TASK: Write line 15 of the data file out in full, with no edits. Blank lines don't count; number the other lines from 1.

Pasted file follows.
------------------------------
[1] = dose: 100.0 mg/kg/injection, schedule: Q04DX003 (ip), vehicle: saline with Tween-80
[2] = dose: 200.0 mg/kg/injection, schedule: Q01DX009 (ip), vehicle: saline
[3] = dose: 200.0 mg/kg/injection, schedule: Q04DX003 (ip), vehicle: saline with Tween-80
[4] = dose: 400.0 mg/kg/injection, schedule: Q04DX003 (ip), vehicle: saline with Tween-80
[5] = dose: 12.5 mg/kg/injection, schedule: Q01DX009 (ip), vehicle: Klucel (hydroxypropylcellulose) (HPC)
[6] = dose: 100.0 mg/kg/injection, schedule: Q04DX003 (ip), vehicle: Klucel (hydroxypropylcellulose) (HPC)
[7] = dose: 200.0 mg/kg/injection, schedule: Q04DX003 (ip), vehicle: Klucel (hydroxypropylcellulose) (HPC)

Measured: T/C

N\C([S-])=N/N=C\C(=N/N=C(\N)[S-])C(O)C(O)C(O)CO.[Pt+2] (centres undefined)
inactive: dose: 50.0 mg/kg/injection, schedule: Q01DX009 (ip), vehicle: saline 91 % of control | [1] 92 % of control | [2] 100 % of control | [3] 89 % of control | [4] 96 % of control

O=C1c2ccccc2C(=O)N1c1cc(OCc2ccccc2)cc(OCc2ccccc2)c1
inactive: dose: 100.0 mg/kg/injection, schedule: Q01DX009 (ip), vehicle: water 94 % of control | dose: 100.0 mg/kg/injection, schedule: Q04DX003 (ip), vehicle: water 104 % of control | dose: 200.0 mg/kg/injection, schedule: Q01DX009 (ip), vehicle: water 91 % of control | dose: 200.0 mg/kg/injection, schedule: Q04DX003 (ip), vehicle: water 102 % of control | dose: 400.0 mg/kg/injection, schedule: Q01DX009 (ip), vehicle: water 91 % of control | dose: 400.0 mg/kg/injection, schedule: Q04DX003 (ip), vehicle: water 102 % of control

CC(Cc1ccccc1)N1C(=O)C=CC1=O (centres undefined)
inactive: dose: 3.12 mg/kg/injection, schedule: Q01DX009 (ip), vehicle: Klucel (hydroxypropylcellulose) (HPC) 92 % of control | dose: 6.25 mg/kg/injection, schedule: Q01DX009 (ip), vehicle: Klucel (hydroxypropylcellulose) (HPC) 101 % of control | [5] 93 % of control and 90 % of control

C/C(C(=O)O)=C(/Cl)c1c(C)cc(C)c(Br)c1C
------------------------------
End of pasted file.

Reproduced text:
C/C(C(=O)O)=C(/Cl)c1c(C)cc(C)c(Br)c1C